Eric Ries has some great thinking that compliments my Jobs-to-be-Done approach to user needs. By framing the problem as a desired change in user behavior rather than a set of features, we give the team room to maneuver to the best, validated solution. Eric Ries – Framing the Work to Encourage Experimentation
“Most boundaries are convenient fictions. What divides the people who are “on” a team from those who are not? What separates one company department or division from another, or an employee from a customer? Boundaries give life structure, which makes us comfortable. But they can also be shifted, rethought, reframed, and reorganized.” Excerpt From: Gray, … Read More
Most of the bad startup ideas I hear are bad not because they’re under threat of someone’s stealing the idea, but because the founder doesn’t know what he or she doesn’t know. What do you do when someone ‘steals’ your amazing idea? – InVision Blog By Nir Eyal on blog.invisionapp.com Open
Last week I reported that Evernote had removed its key competitive feature from free users. What I didn’t recognize at the time were the market conditions forcing Evernote to raises prices. The combined “valuation” of total US unicorns is $486 billion. Their combined profit? $0. Unicorns Dropping Like Flies: First Dropbox; Then Square; Now Fidelity … Read More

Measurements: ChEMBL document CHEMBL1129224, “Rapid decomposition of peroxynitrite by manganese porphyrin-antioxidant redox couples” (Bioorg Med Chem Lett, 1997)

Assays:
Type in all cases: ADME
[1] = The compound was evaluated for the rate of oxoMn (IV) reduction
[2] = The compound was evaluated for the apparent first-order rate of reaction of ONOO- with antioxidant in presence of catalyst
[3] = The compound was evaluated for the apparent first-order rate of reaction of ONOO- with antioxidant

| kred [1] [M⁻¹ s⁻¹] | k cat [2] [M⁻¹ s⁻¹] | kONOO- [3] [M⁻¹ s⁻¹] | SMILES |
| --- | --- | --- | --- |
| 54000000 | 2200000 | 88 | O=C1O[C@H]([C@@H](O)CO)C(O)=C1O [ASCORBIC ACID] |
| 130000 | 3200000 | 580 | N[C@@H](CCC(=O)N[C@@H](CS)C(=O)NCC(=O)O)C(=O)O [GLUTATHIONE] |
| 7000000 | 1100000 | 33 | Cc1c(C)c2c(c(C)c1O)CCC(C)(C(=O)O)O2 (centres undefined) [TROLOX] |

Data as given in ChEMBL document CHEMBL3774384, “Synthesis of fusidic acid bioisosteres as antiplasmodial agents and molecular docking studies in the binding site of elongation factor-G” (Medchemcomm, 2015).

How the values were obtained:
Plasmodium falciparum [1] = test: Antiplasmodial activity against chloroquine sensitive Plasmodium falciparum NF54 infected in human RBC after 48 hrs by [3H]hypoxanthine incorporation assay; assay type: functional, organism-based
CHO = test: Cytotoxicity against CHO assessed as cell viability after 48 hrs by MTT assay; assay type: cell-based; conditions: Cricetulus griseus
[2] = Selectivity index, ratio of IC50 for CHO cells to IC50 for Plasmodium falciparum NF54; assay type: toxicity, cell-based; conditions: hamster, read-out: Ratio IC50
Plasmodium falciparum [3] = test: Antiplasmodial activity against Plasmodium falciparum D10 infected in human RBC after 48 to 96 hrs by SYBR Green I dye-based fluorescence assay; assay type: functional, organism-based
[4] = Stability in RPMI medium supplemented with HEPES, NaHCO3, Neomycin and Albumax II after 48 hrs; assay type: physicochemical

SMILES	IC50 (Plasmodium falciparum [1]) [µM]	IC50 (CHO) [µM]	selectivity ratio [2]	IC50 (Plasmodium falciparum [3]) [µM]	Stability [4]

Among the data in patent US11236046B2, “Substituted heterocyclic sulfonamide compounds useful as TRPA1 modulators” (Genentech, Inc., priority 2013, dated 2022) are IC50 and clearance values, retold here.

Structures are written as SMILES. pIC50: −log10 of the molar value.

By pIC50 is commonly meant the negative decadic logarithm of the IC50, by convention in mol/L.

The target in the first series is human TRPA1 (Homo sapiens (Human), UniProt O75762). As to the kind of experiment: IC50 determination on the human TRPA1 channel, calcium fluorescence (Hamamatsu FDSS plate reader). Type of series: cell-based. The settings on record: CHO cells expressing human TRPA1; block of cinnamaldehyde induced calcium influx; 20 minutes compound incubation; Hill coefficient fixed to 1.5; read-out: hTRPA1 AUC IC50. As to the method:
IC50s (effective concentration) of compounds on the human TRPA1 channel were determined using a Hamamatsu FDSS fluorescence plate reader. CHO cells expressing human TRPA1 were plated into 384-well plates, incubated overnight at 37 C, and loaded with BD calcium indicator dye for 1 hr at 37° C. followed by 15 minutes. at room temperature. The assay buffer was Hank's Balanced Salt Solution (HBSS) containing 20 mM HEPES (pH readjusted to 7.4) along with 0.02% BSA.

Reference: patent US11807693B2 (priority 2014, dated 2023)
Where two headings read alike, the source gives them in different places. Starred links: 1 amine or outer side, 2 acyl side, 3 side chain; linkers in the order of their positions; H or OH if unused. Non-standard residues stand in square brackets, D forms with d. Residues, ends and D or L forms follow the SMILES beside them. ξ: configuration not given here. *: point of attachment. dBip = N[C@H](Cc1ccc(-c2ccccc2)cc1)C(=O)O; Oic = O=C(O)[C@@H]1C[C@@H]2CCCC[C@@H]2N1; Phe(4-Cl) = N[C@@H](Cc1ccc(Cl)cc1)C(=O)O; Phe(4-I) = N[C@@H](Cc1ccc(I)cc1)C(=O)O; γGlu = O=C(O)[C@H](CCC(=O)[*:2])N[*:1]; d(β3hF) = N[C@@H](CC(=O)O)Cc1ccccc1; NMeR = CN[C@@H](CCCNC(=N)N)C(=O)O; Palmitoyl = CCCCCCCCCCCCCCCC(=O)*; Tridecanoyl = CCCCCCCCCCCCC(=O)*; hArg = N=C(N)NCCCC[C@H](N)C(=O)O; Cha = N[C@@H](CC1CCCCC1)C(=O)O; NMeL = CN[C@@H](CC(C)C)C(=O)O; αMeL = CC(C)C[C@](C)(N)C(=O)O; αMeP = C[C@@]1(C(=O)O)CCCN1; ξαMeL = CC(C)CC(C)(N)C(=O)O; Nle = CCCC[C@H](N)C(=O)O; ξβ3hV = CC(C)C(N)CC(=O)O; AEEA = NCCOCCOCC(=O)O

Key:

Can you generate 10 ideas per day for six months?
Well, there are two types of careers. You can either learn something and then go do it. Or you can learn something and then go do something else. David Nordfors, The Untapped $140 Trillion Innovation For Jobs Market
Critics jumped on the dorky aspect and the high price, but those weren’t the dooming factors. Early adopters often put up with cost and ridicule for innovations that meet real needs. But no one needs a Segway. Erika Hall, Just Enough Research Thought this was a great point, especially on this, the eve of the … Read More
Simply slapping a layer of ESG initiatives doesn’t make a corporation not-evil. And as Eccles and Serafeim show, the increased cost of these efforts will diminish financial performance over time because of the increased cost.
I have always liked radial menus, but found them a bit awkward on mouse-driven systems. I like the way C-Swipe makes good ergonomic sense, allowing the user to activate menus with the device held in one hand. Check out the proposal and let me know what you think.
Just re-read A Brief Rant on the Future of Interaction Design by Bret Victor. It makes my brain ache with longing for a future where we break away from “pictures under glass.”